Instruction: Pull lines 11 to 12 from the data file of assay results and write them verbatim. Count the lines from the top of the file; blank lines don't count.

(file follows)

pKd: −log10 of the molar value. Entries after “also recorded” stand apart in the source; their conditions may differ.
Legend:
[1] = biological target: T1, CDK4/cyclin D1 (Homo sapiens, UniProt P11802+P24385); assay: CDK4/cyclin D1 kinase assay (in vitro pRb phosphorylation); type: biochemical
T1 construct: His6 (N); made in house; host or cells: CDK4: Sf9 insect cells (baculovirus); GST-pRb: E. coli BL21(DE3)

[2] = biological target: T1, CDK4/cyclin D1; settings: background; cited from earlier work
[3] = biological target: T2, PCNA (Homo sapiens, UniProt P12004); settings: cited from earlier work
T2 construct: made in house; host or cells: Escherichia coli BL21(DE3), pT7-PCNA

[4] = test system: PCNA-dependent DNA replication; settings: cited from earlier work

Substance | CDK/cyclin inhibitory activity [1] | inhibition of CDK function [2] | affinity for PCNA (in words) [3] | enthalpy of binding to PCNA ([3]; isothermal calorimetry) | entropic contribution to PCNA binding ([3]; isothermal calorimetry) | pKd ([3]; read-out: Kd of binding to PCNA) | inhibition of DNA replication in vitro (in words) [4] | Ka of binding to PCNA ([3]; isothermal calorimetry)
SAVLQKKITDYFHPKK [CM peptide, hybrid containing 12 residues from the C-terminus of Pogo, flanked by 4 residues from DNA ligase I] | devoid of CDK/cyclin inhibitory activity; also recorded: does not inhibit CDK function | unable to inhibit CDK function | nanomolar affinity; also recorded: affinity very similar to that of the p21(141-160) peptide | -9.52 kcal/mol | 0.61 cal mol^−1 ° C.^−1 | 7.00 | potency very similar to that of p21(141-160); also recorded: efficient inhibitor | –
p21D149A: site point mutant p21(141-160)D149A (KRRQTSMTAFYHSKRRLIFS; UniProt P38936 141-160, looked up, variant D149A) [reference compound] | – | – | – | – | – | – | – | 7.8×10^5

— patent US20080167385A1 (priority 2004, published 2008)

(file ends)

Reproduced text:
p21D149A: site point mutant p21(141-160)D149A (KRRQTSMTAFYHSKRRLIFS; UniProt P38936 141-160, looked up, variant D149A) [reference compound] | – | – | – | – | – | – | – | 7.8×10^5

— patent US20080167385A1 (priority 2004, published 2008)